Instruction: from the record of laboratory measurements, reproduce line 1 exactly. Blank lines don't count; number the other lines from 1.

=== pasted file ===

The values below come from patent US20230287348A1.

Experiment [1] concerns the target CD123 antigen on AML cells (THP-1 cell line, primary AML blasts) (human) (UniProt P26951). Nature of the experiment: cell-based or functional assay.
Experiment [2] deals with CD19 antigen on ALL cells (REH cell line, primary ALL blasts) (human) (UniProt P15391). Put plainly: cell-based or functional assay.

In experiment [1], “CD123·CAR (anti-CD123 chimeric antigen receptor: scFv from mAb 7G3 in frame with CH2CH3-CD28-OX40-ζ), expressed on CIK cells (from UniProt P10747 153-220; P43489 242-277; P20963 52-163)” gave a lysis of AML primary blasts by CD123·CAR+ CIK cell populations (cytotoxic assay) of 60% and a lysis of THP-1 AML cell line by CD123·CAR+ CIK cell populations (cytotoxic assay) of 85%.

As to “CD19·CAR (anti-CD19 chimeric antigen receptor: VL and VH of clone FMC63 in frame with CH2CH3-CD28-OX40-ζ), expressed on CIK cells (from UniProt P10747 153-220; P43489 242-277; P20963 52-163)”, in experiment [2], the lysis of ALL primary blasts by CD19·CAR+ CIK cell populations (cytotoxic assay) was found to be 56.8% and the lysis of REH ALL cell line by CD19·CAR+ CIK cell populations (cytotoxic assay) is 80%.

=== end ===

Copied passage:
The values below come from patent US20230287348A1.